variability of data. Heterogeneity can be evaluated graphically with forest plot (based on the
overlap in the confidence intervals) or statistically with a chi-squared statistic.11 Some
differences between studies are expected by chance (sampling variation); however,
statistically significant heterogeneity should be explored and explained. The variability in
clinical factors (population, intervention and outcome) as well as the variability in
methodological factors (study design and risk of bias) need to be carefully examined.12 Only
sufficiently similar studies are grouped and meta-analyzed together because combining
conflicting results provides misleading estimates and obscures important findings. When
heterogeneity cannot be explained, one may opt to use a statistical approach that assumes a
distribution of effect (random effect model). Nonetheless, if the results are widely different
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or conflicting, it might be more suitable to avoid the pooling of the results and instead
provide a qualitative summary. Consider a meta-analysis of NOSE outcomes following
functional rhinoplasty. Some studies may have male patients with a history of trauma while
others might be predominantly females with aesthetic goals. Heterogeneity arising from
such population differences is important to recognize. It is preferable to stratify the studies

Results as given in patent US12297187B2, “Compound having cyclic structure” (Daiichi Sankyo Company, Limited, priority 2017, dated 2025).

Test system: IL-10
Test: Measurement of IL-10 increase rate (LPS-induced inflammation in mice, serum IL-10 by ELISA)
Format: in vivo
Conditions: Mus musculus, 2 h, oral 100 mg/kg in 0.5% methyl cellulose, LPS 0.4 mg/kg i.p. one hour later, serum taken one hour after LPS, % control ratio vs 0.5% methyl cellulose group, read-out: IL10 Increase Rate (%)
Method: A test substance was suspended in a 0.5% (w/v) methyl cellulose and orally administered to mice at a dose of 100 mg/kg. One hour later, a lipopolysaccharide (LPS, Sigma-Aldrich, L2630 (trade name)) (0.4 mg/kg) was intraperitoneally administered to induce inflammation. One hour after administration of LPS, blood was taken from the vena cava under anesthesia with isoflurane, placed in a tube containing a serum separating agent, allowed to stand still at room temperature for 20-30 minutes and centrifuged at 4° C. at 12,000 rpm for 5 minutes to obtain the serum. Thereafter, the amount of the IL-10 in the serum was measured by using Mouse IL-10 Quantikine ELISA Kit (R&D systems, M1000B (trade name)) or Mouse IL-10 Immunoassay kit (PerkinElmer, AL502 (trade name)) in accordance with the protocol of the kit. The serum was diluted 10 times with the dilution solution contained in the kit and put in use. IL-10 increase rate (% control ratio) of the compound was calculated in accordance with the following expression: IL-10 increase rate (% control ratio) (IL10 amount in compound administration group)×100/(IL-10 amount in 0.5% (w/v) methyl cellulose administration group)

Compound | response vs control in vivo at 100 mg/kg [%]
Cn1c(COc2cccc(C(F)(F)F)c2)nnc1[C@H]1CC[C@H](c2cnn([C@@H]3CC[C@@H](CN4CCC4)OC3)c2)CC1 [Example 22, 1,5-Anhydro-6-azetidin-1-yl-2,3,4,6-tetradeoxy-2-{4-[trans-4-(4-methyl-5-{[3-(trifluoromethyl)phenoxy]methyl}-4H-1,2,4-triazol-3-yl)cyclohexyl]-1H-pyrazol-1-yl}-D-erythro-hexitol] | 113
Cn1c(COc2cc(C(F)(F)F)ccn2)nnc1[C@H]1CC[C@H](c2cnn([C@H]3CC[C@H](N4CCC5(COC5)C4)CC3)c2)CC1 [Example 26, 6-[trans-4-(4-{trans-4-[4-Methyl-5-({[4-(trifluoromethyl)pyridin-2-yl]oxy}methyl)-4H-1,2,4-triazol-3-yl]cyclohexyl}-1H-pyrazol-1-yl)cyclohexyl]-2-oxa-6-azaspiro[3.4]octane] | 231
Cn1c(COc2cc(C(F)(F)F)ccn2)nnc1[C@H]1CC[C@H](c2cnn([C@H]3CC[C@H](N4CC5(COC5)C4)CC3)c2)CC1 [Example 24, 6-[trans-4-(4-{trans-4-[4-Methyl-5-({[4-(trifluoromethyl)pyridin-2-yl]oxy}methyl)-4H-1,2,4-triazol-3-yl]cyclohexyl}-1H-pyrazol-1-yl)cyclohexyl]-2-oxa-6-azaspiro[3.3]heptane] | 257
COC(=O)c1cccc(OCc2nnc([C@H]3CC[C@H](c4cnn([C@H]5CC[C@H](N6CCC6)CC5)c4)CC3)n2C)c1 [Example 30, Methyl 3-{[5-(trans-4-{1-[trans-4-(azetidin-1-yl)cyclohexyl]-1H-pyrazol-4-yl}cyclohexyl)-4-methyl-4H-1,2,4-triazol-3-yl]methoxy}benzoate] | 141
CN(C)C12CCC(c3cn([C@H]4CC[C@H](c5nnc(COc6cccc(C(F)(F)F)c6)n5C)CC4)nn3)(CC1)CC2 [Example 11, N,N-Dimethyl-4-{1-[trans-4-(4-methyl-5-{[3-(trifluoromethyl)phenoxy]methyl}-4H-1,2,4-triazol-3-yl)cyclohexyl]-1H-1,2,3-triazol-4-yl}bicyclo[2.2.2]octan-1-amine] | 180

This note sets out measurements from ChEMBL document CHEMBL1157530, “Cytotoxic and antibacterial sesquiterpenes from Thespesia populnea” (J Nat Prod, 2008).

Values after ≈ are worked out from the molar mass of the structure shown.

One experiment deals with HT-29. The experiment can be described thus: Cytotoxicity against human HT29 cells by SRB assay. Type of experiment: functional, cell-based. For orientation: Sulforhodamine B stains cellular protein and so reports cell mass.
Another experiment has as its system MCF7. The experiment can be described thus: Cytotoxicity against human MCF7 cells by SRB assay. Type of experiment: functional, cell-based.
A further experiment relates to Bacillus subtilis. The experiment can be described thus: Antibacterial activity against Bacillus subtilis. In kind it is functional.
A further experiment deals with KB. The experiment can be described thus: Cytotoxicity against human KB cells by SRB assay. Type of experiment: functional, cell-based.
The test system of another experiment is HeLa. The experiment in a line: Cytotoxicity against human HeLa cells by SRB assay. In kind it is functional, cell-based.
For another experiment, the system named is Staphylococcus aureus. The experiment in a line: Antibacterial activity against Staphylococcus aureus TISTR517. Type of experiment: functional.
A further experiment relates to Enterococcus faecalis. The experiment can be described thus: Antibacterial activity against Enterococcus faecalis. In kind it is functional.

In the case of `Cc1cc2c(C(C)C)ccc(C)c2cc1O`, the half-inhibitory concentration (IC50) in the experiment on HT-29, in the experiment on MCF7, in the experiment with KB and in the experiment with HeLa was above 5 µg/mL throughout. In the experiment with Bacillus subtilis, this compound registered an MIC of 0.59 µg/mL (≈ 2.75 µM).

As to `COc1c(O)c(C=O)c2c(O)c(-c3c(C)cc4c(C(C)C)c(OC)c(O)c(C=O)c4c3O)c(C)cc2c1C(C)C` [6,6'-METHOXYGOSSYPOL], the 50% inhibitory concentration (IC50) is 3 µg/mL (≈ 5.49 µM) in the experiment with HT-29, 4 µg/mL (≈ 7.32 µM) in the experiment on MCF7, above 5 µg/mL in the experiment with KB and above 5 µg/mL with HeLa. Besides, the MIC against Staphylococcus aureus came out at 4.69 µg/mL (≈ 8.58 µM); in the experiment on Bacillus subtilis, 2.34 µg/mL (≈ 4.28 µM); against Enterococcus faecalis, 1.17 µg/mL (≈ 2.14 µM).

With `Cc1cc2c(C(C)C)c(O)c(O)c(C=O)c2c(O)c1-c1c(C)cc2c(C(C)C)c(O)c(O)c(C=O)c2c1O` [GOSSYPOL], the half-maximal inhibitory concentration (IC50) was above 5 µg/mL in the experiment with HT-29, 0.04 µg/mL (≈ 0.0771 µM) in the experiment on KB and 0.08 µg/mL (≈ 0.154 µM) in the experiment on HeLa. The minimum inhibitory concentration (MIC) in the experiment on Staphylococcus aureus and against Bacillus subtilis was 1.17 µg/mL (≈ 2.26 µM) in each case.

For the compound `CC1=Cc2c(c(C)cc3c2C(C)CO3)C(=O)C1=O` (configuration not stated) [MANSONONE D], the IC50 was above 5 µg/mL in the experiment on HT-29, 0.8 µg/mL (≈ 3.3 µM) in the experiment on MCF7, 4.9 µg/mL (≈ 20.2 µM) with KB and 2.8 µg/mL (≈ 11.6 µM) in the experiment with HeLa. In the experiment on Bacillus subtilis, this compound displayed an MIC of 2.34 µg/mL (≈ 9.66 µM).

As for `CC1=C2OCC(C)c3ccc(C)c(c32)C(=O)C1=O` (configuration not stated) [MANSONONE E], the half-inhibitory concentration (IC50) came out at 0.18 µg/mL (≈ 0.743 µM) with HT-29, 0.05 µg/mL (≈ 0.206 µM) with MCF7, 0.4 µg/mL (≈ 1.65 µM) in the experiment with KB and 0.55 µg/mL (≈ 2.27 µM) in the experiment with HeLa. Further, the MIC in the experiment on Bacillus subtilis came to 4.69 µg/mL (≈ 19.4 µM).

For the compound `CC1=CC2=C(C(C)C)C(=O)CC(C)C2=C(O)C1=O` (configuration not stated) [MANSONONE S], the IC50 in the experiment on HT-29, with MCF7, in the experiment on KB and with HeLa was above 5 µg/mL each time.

into separate groups rather than obscuring the difference with inappropriate pooling.

3. Synthesizing a Summary
Meta-analysis cannot simply add up the numerical results of the individual studies as if
they all belonged to one big group. Rather, the quantitative synthesis requires appropriate
statistical methods. There are two main approaches to combine individual estimates: The
fixed-effect model assumes that the effect is similar between studies, whereas the random-
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effect model assumes a distribution of effect size across studies. When there is no
heterogeneity among studies, both the fixed-effect and the random-effect models provide
identical pooled estimation. Nonetheless, when there is significant heterogeneity, the
confidence interval for the pooled estimation will be wider (thus statistical significance more
conservative) with the random-effect compared to the fixed-effect model. The results are
then summarized graphically in a forest plot that provides the individual and the pooled
estimations with the corresponding confidence intervals. Figure 2 presents a conceptual
schematic of a forest plot from a meta-analysis. Such presentations are beginning to find
application in the Facial Plastic Surgery literature, as in a recent comprehensive report
examining rates of warping, resorption, infection, and displacement associated with rib
cartilage use in rhinoplasty.13

Several statistical methods have been developed for meta-analysis.14 The fixed-effect model
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is most commonly performed with inverse variance method, in which the weight given to
each study corresponds to the inverse of the variance (reciprocal of the standard error
squared). Thus, larger studies have more weight as they have smaller standard errors. When
the sample size is small or the event rate is low, the inverse variance method leads to a poor
estimation, and the Mantel-Haenszel method is preferred. Petos method is another
modification of inverse variance that uses observed and expected statistics to estimate log